COVID cases are surging in Maharashtra’s prisons. As many as 596 inmates and 167 prison staff have tested positive. The High Power Committee set up following Supreme Court directions to decongest prisons during the pandemic, has excluded prisoners charged under special laws from eligibility to be released. The guidelines also state that prisoners above 65 years of age have to housed separately from prisoners of lower age groups. However, the social distancing within prisoners above 65 years remains to be addressed.

Further, patients with co-morbidities have to monitored regularly. But there is little information on its implementation, and little faith in the qualification and infrastructural ability to carry out this exercise effectively.

Speaking to Caravan, the Superintendent of the Jail stated that Rao’s condition was normal and that the family through its press release was sending out wrong information. Arguably, this can be easily resolved if the family and his lawyers were to be provided with the ‘correct information’. The prison authorities repeatedly failed to submit his health reports to the court during his bail hearing. When it was finally submitted, the same was not provided to his lawyers. The court rejected the bail application without hearing the submission of Rao’s lawyers.

Supervision of the conduct of jail authorities with respect to the health of prisoners is almost not there due to the pandemic.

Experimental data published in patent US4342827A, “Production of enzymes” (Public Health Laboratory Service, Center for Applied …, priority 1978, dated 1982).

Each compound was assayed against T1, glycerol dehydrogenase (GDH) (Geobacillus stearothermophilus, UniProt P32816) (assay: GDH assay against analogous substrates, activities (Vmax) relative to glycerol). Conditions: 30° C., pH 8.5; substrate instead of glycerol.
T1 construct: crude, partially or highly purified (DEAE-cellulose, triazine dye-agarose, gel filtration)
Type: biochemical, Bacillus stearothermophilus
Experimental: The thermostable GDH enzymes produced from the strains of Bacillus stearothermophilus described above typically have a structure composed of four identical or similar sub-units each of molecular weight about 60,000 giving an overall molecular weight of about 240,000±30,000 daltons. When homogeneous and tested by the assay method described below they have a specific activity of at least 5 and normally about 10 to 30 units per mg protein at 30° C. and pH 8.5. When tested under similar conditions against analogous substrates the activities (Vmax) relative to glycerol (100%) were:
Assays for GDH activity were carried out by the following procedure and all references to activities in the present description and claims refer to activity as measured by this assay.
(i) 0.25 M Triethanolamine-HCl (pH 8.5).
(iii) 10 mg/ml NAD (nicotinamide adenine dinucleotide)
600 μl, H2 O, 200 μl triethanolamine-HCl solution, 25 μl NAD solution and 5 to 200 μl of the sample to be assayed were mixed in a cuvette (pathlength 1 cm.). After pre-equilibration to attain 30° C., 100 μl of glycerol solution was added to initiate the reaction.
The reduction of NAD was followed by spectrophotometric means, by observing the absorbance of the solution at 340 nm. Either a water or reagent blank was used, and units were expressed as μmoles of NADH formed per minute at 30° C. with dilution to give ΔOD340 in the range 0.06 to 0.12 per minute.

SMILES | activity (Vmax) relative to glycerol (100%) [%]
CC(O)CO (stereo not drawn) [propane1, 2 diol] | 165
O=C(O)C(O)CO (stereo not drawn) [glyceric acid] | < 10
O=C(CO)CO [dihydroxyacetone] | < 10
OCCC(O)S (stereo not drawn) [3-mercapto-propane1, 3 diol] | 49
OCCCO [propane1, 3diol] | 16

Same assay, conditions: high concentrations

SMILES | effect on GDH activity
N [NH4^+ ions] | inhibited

The Writ Petition by Vara Vara Rao notes the abysmal condition of the prison hospital at whose mercy his, and thousands of other inmates, rests. His lawyers note that the prison hospital has merely ten beds for about 3000 prisoners, and the infrastructural facilities available do not even meet the mark of a clinic. The ‘alertness’ of prison authorities is reflected in the death of an inmate, who tested positive for COVID after his death.

The lawyers in the Writ Petition have drawn upon major inconsistencies between the medical report by J J Hospital and the Prison Hospital report, both of which came within a gap of merely eight days for the same patient. The petition further points out that while Rao was incarcerated in the Yervada Prison, he received regular medical attention under the supervision of the Trial Judge. However, the same is not available at Taloja Jail and due to the pandemic, there is no way of supervising his treatment.

The NIA while opposing Sudha Bharadwaj’s bail application at the Bombay High Court has argued that she is taking undue advantage of a pandemic. One wonders what these “advantages” are in keeping one’s health safe in a pandemic in an overcrowded prison.

None of the accused are flight risks, which is a primary consideration in granting bail applications even in non-pandemic circumstances. However, the state takes the support of draconian laws like NSA and UAPA to deny the activists their humanitarian and fundamental rights during a pandemic and a lockdown. Provisioners are neither being produced in court nor being allowed to address the court through video inference. This is mostly because despite being special statutes, the undertrials under these laws are no different when it comes to their constitutional right to life.

First published in The Leaflet.
Author is a socio-legal researcher